Here’s what it’ll take for markets to stop worrying about Covid-19

The biggest driver of markets over the past 18 months has been fear of Covid-19. And right now it's back in the ascendancy, says John Stepek.

London people
High vaccination and testing rates make the UK an ideal proving ground.
(Image credit: © Wiktor Szymanowicz/Anadolu Agency via Getty Images)

I mentioned yesterday that “Freedom Day” might well be accompanied by a suitably ironic market reaction.

It was – and not just in the UK. Markets around the world took a knock.

So what’s going on? And what might it take to turn this around?

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Fear of Covid is dictating the market mood

We live in a time where people are far too accustomed to markets going up absolutely all the time. So it’s easy to get hyperbolic when the world’s stockmarkets drop off by anything more than 1% in a day.

However, it’s fair to say that yesterday was a rough day for markets. Stocks in Europe had their worst day this year, while in the US, the S&P 500 fell by 1.6%. Meanwhile, crude oil tanked – Brent fell by about 7%. Even by oil’s relatively volatile standards that’s a chunky drop.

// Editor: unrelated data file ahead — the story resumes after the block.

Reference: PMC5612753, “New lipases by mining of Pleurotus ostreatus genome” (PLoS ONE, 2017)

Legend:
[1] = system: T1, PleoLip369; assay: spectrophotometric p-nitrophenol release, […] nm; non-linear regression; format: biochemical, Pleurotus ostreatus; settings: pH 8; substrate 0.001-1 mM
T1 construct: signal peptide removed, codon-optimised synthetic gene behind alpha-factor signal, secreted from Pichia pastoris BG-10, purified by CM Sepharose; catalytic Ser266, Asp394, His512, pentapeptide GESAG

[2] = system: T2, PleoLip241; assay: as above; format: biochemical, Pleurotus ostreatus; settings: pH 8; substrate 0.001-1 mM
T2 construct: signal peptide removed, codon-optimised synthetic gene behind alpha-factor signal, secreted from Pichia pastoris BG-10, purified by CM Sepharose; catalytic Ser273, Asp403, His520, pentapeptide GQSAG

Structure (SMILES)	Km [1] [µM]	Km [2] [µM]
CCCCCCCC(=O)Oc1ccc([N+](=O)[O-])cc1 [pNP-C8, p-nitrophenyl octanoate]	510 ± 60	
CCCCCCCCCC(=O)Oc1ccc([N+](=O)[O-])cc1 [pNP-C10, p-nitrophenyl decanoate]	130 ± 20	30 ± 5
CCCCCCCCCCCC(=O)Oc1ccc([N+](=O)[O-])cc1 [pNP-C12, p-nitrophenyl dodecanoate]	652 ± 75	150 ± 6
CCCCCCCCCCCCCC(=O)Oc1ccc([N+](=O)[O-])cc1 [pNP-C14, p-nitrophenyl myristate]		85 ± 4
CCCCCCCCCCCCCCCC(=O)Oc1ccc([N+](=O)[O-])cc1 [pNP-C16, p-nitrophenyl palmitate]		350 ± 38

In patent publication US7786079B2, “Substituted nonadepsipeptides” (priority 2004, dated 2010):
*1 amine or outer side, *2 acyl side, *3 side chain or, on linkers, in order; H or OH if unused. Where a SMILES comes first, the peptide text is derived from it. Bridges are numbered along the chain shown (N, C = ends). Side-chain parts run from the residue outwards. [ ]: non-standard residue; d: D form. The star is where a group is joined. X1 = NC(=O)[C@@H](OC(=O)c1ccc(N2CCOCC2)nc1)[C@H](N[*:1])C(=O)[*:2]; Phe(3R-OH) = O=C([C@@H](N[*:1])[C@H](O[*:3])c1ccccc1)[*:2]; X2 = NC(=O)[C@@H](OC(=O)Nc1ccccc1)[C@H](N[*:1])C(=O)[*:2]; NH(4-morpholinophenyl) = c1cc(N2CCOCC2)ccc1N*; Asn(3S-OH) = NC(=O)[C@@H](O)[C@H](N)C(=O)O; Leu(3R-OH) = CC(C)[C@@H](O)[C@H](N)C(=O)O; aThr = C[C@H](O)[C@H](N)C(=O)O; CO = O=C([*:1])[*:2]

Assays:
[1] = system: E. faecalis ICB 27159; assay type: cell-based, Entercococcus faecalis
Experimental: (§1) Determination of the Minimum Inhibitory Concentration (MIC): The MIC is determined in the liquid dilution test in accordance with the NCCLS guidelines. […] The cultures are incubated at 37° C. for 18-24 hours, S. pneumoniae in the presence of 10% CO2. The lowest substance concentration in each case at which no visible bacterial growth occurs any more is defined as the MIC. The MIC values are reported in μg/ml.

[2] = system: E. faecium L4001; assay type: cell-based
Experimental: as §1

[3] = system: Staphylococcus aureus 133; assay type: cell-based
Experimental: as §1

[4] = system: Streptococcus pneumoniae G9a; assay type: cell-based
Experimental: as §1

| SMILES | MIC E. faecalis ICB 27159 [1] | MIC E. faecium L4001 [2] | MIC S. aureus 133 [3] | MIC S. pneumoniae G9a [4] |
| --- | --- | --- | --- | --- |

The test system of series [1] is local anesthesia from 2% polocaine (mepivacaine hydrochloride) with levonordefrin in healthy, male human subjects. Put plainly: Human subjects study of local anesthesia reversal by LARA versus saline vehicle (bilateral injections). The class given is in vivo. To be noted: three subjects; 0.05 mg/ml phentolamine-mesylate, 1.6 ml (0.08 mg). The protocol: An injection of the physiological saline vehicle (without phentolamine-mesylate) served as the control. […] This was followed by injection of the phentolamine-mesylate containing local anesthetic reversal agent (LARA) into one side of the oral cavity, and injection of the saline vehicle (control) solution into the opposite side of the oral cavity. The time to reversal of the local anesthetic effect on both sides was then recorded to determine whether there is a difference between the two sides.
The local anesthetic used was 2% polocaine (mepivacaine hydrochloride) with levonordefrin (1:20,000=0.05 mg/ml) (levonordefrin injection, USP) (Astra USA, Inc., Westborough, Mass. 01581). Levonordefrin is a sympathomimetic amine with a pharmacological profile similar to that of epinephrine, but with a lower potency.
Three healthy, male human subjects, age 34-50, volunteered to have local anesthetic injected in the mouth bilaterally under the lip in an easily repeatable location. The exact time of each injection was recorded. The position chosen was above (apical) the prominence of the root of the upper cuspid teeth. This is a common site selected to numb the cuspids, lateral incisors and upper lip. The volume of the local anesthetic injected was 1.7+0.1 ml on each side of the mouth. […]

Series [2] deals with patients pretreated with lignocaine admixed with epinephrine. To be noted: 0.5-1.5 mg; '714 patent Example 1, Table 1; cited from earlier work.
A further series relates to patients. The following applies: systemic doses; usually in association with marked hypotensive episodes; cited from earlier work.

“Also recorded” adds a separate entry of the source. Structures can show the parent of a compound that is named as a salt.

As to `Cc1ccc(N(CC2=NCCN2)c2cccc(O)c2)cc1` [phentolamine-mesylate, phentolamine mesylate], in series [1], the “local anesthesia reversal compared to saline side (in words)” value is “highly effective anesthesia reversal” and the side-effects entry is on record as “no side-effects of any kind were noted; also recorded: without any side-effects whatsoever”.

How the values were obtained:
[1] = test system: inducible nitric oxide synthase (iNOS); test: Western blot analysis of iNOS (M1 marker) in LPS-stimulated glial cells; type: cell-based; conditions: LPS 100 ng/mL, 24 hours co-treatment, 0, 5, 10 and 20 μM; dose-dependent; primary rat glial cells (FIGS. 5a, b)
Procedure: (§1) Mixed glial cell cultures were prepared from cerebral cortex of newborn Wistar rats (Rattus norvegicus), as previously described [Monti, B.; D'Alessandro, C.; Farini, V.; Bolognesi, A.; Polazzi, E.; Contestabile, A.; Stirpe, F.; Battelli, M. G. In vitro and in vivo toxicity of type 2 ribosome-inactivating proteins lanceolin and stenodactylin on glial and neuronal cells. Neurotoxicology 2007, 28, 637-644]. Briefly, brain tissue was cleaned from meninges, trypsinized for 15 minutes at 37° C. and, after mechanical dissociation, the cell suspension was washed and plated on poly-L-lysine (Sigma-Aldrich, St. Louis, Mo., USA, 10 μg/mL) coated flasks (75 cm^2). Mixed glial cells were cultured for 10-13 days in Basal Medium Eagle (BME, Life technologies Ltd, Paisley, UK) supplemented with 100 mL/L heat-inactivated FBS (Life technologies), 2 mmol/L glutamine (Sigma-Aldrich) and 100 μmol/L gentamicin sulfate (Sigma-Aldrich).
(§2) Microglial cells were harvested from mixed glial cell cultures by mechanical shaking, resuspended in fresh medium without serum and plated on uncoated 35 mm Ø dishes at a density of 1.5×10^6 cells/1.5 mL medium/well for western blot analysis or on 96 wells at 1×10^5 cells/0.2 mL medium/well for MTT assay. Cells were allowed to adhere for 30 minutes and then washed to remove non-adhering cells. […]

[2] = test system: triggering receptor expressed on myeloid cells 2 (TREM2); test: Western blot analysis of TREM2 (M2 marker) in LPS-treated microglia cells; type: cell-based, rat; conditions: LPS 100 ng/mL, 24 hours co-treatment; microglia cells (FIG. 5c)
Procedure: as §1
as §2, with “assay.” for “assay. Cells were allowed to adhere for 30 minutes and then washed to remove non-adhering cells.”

More importantly, investors piled into government bonds. Yields fell to lows we haven’t seen since early this year. That is not a sign that investors are fretting about inflation. That’s a sign that they’re worried about the opposite.

You can overthink all this stuff. But as we discussed yesterday, it’s pretty clear what’s been driving markets for the past 18 months to two years – it’s all about Covid-19.

When we realised it was serious, markets crashed. When central banks and governments pulled out the stops in March and we thought it might be all over bar the shouting come summer 2020, markets rebounded.

When the second wave kicked in in autumn, markets lost momentum. When vaccines were announced in November, they rocketed again.

They lost some steam earlier this year, again having priced in the surge in inflation. And now we’re back to fear of Covid meaning that we’re worried that a) inflation really will be transitory, because growth will end up being stifled for much longer than expected; and (I think this is an under-estimated factor) b) that central banks and governments won’t have the same political or financial latitude to save it.